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Love God, Heal Earth – Book Review

Love God, Heal Earth - click to buy at AmazonWhether you are a person of faith or not, Rev. Sally Bingham’s book Love God, Heal Earth is both interesting and thought provoking.

I first learned of Sally Bingham through the Interfaith Light & Power Campaign, a faith based initiative addressing global warming that she co-founded. I have been curious to learn more about her so selected Love God, Heal Earth as my second book to read this March in honor of Women’s History Month.

Book Review

Love God, Heal Earth: 21 Leading Religious Voices Speak Out on Our Sacred Duty to Protect the Environment is the full title of the book that contains essays written by religious leaders from a variety of faiths with an introduction and afterword by Rev. Sally Bingham.

A line from the introduction describes what the book is about.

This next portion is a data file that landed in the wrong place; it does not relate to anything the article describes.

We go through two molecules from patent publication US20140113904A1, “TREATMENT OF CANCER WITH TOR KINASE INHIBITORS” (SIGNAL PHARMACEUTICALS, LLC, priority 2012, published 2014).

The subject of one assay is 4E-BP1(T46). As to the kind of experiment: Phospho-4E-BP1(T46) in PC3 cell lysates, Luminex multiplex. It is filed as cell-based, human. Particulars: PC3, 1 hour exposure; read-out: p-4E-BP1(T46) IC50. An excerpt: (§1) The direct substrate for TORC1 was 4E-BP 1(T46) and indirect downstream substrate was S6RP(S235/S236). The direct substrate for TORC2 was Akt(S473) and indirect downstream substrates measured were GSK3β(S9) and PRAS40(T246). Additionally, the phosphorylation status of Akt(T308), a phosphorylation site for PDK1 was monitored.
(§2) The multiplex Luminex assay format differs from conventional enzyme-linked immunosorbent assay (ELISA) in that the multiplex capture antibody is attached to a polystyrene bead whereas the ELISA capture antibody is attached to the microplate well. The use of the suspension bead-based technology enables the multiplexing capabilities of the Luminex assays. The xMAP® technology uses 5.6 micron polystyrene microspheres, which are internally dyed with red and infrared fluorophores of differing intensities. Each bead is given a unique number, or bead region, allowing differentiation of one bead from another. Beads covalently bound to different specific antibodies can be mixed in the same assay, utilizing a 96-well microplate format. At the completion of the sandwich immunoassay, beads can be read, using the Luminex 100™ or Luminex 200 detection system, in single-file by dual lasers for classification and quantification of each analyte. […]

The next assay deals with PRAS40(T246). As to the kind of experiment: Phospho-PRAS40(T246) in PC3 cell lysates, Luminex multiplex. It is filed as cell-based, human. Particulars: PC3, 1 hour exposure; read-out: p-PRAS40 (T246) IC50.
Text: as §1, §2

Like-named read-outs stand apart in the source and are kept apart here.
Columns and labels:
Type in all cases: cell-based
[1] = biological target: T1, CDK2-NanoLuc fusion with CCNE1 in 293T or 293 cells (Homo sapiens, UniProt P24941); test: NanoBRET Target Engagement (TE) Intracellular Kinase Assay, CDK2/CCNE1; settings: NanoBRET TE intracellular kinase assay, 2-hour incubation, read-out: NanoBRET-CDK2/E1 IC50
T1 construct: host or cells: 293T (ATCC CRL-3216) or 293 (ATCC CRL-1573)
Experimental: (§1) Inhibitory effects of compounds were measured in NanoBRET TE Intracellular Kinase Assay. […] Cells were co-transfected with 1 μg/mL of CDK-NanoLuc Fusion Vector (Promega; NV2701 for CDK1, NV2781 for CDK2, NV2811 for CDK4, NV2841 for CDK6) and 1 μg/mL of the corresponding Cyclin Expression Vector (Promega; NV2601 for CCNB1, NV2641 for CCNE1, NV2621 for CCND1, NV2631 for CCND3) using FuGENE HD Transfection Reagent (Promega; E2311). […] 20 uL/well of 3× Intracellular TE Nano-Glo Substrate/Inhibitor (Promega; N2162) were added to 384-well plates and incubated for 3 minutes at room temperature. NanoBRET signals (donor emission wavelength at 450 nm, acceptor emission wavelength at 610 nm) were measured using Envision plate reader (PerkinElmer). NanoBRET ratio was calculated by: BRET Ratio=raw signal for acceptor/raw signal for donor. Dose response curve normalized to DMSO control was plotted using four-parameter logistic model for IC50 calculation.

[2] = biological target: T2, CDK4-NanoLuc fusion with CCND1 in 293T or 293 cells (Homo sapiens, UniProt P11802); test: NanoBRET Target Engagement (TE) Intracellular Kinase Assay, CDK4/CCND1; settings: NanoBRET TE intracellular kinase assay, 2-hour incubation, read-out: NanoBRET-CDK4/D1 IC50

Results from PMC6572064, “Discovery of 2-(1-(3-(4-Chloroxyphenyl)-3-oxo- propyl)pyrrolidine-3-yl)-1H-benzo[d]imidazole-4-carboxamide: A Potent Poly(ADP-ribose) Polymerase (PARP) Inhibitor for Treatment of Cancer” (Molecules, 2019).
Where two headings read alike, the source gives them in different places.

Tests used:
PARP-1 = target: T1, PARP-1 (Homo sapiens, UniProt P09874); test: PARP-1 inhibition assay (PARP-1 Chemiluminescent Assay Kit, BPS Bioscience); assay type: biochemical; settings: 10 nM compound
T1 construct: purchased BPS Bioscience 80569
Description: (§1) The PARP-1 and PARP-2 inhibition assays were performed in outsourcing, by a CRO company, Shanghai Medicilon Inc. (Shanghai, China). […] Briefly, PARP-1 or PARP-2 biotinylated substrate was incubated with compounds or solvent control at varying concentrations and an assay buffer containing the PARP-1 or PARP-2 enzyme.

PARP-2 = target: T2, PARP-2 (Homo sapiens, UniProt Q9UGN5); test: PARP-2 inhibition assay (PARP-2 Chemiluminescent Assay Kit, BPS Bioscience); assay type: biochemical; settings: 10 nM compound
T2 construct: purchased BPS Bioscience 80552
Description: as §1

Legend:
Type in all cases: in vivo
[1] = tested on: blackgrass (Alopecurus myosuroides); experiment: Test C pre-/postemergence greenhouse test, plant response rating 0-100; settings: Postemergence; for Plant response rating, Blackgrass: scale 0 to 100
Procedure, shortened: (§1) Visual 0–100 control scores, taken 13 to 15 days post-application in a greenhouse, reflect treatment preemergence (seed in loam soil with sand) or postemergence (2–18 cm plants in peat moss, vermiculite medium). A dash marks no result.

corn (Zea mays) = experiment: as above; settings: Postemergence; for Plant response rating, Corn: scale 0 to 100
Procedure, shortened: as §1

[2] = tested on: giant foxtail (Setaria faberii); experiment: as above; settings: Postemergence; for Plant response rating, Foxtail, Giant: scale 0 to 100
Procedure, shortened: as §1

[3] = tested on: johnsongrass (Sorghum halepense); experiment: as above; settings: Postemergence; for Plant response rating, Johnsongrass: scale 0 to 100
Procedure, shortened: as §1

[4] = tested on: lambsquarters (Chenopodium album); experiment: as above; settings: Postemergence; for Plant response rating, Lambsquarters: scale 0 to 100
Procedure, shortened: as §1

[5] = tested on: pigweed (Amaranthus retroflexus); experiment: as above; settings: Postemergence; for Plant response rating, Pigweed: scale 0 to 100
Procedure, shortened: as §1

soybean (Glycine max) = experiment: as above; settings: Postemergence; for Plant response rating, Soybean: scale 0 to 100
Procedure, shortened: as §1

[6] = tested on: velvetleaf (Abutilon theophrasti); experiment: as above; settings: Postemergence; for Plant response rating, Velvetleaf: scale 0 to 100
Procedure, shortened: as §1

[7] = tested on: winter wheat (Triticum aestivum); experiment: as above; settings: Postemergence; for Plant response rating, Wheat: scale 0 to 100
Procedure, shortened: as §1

“It is a snapshot of a moment in human history – Earth history – when the future hung in the balance and communities of faith came together out of love for Creation.”

Readers will find essays by Christian, Jewish, Muslim, and Buddhist religious leaders who incorporate environmental stewardship into their respective ministries and daily lives. A few examples are included below.

  • Rev. Fred Small participates in political activism and endeavors to engage people of faith in caring for Creation by framing supposed environmental issues as issues of justice and compassion.
  • Rev. Pat Watkins seeks to connect faith and the environment through Biblical scriptures.
  • Rev. Dr. Clare Butterfield leads the Faith in Place organization, which helps congregations make earth stewardship part of their religious life.
  • Laurel Kearns directs the Green Seminary Initiative that equips religious leaders with tools to help them lead their congregations to a more sustainable and just society that values a healthy planet.
  • Mary Evelyn Tucker studies and teaches in a university setting bringing together the fields of religion and ecology.

The following excerpt from the afterword succinctly wraps up the mission of everyone on Earth.

“Who are we, as human beings, if not caretakers of creation? Stewardship of the planet and our care for each other is our greatest moral duty.”

The Bottom Line